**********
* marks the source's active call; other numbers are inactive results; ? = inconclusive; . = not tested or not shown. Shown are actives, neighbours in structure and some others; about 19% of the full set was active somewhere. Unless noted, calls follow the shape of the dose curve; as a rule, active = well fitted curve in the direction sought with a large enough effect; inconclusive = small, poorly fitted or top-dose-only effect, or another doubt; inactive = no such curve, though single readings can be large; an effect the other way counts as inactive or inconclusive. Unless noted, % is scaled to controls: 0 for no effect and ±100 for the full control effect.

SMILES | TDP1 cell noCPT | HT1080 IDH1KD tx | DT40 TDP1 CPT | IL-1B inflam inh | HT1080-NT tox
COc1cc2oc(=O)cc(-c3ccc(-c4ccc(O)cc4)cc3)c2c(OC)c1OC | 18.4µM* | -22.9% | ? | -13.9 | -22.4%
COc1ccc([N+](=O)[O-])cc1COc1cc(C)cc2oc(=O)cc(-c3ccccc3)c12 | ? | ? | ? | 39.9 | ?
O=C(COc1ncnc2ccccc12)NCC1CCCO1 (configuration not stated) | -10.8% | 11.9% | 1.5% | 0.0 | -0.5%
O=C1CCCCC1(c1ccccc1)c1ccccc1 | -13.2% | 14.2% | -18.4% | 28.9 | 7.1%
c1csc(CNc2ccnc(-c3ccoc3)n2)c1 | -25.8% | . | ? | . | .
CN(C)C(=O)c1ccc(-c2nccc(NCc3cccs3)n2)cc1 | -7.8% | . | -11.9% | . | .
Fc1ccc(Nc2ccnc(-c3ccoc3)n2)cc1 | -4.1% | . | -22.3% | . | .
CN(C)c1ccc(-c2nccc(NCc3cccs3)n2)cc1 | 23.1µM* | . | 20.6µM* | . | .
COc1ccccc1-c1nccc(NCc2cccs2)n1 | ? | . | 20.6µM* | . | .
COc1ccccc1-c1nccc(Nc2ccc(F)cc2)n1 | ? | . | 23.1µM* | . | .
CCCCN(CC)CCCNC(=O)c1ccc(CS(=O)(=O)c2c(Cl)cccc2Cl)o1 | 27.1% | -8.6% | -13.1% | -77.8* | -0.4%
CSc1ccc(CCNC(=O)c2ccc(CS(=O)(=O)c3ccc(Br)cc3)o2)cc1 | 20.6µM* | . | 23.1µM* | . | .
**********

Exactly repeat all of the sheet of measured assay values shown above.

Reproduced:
* marks the source's active call; other numbers are inactive results; ? = inconclusive; . = not tested or not shown. Shown are actives, neighbours in structure and some others; about 19% of the full set was active somewhere. Unless noted, calls follow the shape of the dose curve; as a rule, active = well fitted curve in the direction sought with a large enough effect; inconclusive = small, poorly fitted or top-dose-only effect, or another doubt; inactive = no such curve, though single readings can be large; an effect the other way counts as inactive or inconclusive. Unless noted, % is scaled to controls: 0 for no effect and ±100 for the full control effect.

SMILES | TDP1 cell noCPT | HT1080 IDH1KD tx | DT40 TDP1 CPT | IL-1B inflam inh | HT1080-NT tox
COc1cc2oc(=O)cc(-c3ccc(-c4ccc(O)cc4)cc3)c2c(OC)c1OC | 18.4µM* | -22.9% | ? | -13.9 | -22.4%
COc1ccc([N+](=O)[O-])cc1COc1cc(C)cc2oc(=O)cc(-c3ccccc3)c12 | ? | ? | ? | 39.9 | ?
O=C(COc1ncnc2ccccc12)NCC1CCCO1 (configuration not stated) | -10.8% | 11.9% | 1.5% | 0.0 | -0.5%
O=C1CCCCC1(c1ccccc1)c1ccccc1 | -13.2% | 14.2% | -18.4% | 28.9 | 7.1%
c1csc(CNc2ccnc(-c3ccoc3)n2)c1 | -25.8% | . | ? | . | .
CN(C)C(=O)c1ccc(-c2nccc(NCc3cccs3)n2)cc1 | -7.8% | . | -11.9% | . | .
Fc1ccc(Nc2ccnc(-c3ccoc3)n2)cc1 | -4.1% | . | -22.3% | . | .
CN(C)c1ccc(-c2nccc(NCc3cccs3)n2)cc1 | 23.1µM* | . | 20.6µM* | . | .
COc1ccccc1-c1nccc(NCc2cccs2)n1 | ? | . | 20.6µM* | . | .
COc1ccccc1-c1nccc(Nc2ccc(F)cc2)n1 | ? | . | 23.1µM* | . | .
CCCCN(CC)CCCNC(=O)c1ccc(CS(=O)(=O)c2c(Cl)cccc2Cl)o1 | 27.1% | -8.6% | -13.1% | -77.8* | -0.4%
CSc1ccc(CCNC(=O)c2ccc(CS(=O)(=O)c3ccc(Br)cc3)o2)cc1 | 20.6µM* | . | 23.1µM* | . | .